Haff said a deer's antlers generally have two main beams. Any growth off a main beam is called a tine. A tine has to be at least one inch long to be counted as a point. Nubs or growths less than an inch don't count, Half said.
A ten-point deer is one that has ten points on its antlers, five on each side. Many hunters would be joyed to bag a 10-point buck. In most cases, a 10 pointer is above average.
A typical mule deer is four points on one side with brow tines. But in Montana, we refer to one side of the antler rack for both whitetail and mule deer. For a non-typical rack that has more points on one side than the other, it's referred to as a 4-point by 5-point, never a 9-point.
Nearly all bucks with superior genetics and adequate nutrition have eight or more points when 2 years old. Bucks with inferior antler genetics may never have more than seven points, even when mature.
Number of points on each antler. To be counted a point, a projection must be one inch long and its length must exceed the length of the base. All points are measured from tip of point to nearest edge of beam as illustrated. Beam tip is counted as a point but not measured as a point.
To determine if a buck has an inside spread measurement of at least 13 inches, look at the distance from ear-tip to ear-tip on a buck with ears in the "alert" position. It is unlawful to take more than one buck with an inside spread of 13 inches or greater in a county where antler restrictions are in effect.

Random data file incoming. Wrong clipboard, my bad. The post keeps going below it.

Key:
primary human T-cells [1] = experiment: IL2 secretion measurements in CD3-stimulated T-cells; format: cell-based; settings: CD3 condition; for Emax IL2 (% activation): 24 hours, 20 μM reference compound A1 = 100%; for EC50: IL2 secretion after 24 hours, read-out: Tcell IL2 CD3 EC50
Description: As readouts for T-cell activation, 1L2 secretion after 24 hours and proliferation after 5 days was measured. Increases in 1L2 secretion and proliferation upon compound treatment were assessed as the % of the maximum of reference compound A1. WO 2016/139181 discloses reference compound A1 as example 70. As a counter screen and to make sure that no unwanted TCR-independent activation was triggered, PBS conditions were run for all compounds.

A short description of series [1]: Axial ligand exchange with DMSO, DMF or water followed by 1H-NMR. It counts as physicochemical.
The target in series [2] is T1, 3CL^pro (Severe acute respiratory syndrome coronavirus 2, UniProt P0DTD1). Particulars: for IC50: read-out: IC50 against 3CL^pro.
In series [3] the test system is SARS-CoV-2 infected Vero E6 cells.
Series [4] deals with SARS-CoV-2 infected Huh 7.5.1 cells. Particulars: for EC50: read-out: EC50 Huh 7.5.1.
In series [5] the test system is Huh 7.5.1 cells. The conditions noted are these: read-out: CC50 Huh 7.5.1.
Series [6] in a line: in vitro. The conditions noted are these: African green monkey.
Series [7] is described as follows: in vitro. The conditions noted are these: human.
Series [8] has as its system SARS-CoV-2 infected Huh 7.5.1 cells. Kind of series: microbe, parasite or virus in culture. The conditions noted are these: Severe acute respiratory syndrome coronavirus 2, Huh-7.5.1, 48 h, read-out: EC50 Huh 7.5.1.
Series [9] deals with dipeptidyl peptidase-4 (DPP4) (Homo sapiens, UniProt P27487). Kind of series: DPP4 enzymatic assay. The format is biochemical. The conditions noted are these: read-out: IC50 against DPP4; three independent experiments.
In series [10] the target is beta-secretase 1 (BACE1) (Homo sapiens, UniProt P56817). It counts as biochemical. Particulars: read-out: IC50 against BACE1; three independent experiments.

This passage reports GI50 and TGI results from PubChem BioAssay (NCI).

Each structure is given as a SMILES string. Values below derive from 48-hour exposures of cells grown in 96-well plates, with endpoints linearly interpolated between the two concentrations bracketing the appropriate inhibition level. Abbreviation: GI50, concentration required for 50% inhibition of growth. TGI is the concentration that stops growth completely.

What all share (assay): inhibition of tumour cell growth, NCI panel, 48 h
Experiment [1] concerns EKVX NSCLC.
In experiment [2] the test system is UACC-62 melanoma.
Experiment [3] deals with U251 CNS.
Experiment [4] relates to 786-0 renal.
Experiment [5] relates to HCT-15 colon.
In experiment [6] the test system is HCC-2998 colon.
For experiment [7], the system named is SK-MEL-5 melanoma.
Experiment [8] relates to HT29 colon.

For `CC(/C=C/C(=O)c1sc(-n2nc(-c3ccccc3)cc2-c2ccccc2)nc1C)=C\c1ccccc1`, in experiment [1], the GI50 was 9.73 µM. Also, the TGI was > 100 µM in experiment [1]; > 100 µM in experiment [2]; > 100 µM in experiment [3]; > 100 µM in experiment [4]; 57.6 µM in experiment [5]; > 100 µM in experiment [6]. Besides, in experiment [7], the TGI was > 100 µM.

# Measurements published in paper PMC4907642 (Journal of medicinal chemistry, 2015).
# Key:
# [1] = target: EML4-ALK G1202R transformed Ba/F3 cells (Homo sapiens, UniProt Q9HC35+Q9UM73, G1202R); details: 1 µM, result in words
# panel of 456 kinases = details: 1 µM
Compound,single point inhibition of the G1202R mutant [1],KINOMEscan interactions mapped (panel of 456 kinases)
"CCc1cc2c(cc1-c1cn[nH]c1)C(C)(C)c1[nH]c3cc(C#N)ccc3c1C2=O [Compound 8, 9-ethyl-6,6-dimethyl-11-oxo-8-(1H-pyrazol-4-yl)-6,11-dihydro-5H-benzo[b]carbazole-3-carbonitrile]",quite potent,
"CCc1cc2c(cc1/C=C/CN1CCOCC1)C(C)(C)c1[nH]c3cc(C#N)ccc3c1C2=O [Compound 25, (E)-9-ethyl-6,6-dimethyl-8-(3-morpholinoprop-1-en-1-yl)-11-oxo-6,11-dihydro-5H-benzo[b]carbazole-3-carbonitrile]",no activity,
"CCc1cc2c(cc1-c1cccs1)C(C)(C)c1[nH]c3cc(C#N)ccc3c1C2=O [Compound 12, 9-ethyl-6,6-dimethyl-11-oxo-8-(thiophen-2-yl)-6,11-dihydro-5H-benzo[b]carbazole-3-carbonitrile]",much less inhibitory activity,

The term “trophy buck” has been around about as long as black powder. Or maybe a lot longer, since big antlers have been found in prehistoric campsites. But what do veteran hunters call a trophy. To most, it is probably a deer with antlers that score over a certain minimum.
For many hunters, a trophy whitetail deer is defined by age. This is for a couple reasons. For one, a young buck (say, two or three years old) with a 8 or 10 point rack has the potential to mature into an older buck with high-scoring 10 or 12 point antlers, long tines, and heavy main beam.
Good bucks will have at least seven or eight inch second points. Outstanding animals may have G-2's 9-11 inches long. The third point may be shorter or longer than the second, but it too should be eight inches or longer on an outstanding buck.
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